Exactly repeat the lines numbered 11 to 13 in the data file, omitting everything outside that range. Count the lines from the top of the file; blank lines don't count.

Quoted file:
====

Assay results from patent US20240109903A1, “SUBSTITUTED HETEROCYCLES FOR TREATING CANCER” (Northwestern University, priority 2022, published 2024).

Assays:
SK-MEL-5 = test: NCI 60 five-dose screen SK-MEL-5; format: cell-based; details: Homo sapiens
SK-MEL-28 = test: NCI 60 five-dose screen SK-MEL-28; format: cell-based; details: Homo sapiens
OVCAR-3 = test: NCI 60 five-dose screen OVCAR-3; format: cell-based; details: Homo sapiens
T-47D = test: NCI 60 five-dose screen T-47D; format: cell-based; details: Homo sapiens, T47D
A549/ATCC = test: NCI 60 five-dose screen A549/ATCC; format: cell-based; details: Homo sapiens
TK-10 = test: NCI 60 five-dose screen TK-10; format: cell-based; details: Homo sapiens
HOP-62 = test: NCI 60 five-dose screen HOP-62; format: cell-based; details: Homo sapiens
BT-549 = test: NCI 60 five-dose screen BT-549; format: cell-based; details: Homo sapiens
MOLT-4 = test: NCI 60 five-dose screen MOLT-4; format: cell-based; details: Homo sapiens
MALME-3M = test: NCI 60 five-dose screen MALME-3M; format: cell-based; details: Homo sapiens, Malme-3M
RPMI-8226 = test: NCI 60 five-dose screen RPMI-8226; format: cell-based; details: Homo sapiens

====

MOLT-4 = test: NCI 60 five-dose screen MOLT-4; format: cell-based; details: Homo sapiens
MALME-3M = test: NCI 60 five-dose screen MALME-3M; format: cell-based; details: Homo sapiens, Malme-3M
RPMI-8226 = test: NCI 60 five-dose screen RPMI-8226; format: cell-based; details: Homo sapiens